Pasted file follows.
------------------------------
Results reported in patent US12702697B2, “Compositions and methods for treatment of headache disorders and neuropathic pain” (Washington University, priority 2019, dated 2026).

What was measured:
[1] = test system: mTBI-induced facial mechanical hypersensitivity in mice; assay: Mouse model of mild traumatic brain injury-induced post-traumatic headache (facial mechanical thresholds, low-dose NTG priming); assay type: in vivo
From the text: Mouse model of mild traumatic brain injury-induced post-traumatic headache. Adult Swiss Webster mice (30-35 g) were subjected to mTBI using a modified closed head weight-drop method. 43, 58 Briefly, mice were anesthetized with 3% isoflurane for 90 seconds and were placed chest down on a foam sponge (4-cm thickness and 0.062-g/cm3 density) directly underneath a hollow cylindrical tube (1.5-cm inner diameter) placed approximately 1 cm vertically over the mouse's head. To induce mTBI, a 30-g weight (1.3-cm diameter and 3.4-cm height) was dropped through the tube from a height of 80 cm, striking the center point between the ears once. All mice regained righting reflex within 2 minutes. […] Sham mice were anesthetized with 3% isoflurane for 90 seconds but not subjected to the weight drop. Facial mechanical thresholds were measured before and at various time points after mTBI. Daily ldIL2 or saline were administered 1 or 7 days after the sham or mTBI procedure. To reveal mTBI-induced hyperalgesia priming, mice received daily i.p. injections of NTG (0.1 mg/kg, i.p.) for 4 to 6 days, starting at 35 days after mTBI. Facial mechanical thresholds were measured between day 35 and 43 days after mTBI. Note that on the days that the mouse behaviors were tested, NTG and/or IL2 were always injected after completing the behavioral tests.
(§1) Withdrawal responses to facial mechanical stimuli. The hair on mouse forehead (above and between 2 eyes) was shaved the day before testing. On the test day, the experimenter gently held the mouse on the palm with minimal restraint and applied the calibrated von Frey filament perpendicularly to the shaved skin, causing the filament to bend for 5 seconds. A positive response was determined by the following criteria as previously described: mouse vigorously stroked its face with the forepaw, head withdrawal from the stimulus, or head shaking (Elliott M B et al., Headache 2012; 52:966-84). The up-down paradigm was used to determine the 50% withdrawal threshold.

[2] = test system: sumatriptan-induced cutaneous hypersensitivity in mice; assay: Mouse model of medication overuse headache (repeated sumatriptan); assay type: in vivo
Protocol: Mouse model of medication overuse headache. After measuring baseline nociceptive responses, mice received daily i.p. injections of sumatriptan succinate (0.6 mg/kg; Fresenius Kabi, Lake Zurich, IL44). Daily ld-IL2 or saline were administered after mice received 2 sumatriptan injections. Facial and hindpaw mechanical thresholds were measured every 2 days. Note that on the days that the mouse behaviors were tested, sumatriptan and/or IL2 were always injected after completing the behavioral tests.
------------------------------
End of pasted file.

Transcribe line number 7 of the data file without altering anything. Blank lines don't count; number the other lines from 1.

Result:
Protocol: Mouse model of medication overuse headache. After measuring baseline nociceptive responses, mice received daily i.p. injections of sumatriptan succinate (0.6 mg/kg; Fresenius Kabi, Lake Zurich, IL44). Daily ld-IL2 or saline were administered after mice received 2 sumatriptan injections. Facial and hindpaw mechanical thresholds were measured every 2 days. Note that on the days that the mouse behaviors were tested, sumatriptan and/or IL2 were always injected after completing the behavioral tests.